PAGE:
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Training To Save Lives

Courtesy of WOWSA, Huntington Beach, California.

Southern California ocean lifeguards watch over 129 million beach-goers every year stretched along the coast in the Los Angeles area.

Huntington Beach is the most crowded and popular beach in the SoCal region with over 12,600,000 annual visitors to its 8-mile beach. 45% of these visitors enter the Pacific Ocean either to swim, surf or splash in the water. As such, Huntington Beach‘s training of its lifeguards are expected to be comprehensive and their professionalism is without question.

During the course of their day, lifeguards identify and rescue persons and vessels in distress; they take command in emergencies while performing first-aid and CPR. They notify headquarters of accidents and rescues as well as prepare reports, remove hazards, and assist the public and visitors of information, advice, rules and regulations. They operate emergency vehicles and marine vessels and must have the stamina and strength to rescue struggling victims in the water – sometimes dozens in the course of a day with heavy surf.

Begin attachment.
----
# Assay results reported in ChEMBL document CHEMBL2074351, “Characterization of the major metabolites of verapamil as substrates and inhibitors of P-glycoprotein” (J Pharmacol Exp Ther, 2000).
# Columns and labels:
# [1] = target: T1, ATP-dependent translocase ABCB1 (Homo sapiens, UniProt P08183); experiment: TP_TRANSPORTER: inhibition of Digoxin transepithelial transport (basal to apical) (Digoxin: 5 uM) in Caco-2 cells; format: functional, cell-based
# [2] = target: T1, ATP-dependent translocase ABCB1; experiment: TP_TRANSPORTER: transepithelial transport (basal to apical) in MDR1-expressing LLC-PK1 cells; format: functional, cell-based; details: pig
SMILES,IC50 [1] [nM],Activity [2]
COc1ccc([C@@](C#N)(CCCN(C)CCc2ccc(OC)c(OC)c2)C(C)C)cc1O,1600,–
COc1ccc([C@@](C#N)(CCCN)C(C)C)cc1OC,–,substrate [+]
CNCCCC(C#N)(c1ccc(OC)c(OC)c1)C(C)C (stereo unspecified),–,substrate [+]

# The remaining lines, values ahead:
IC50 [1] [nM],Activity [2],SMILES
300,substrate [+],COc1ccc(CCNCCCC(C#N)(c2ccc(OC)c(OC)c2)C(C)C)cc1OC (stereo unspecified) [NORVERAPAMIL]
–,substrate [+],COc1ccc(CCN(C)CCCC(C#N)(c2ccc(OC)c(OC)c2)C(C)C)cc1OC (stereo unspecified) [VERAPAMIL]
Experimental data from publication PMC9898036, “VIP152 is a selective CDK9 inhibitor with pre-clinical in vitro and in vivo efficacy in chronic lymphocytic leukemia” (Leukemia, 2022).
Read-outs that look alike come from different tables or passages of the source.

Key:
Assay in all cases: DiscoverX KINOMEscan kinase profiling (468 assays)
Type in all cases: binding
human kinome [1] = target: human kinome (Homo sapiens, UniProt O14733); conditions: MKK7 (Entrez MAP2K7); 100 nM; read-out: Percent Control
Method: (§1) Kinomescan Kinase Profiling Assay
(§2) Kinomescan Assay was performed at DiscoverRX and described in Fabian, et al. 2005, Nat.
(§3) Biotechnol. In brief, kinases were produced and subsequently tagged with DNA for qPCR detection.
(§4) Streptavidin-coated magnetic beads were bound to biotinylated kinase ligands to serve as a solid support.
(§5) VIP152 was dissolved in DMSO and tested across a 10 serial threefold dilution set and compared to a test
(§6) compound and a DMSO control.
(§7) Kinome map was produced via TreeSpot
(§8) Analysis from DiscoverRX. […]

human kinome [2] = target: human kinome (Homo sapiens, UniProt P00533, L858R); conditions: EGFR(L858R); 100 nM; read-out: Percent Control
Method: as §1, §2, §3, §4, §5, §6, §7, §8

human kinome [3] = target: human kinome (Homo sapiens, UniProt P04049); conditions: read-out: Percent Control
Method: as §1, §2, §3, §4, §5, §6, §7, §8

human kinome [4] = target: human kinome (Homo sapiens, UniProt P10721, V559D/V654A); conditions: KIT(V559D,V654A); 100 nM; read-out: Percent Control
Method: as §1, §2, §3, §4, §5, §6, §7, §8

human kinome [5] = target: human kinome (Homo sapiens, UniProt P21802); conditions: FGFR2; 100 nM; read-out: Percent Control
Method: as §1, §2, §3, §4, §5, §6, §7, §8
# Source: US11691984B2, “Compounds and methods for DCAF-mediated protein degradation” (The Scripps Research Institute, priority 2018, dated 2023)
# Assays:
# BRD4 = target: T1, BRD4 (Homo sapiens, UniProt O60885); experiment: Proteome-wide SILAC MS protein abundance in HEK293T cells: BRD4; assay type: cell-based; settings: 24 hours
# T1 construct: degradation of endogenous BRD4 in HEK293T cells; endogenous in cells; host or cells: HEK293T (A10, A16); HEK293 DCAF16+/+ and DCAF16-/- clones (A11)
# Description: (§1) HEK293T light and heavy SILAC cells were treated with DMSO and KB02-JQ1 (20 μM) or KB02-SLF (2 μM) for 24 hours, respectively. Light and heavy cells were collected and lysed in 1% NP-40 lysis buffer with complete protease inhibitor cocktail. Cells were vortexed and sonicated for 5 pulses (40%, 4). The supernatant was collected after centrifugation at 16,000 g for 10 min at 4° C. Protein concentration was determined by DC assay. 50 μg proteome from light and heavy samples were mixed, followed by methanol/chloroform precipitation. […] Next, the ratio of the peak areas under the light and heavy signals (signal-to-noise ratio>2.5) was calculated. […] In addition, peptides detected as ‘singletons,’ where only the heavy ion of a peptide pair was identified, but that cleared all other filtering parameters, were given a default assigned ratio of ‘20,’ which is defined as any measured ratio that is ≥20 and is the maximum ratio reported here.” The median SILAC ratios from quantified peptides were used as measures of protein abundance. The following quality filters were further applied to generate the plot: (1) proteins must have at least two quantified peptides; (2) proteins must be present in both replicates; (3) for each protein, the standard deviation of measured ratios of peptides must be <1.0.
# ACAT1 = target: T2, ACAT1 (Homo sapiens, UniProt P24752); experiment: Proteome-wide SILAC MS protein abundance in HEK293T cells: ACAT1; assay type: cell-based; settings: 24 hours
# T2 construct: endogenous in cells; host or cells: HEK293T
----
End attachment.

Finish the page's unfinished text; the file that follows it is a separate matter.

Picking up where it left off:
In order to qualify, the lifeguards must complete a 1000-yard ocean swim under 20 minutes, run 200 yards + swim 400 yards + run 200 yards under 10 minutes, know how to jump from a pier and remain level-headed while utilizing equipment and tools in the course of an emergency.

Upper photo shows swimmer and water polo player Robbie Esson training off the Huntington Beach Pier as thousands of other Southern California lifeguards have done in the past.

Copyright © 2015 by World Open Water Swimming Association

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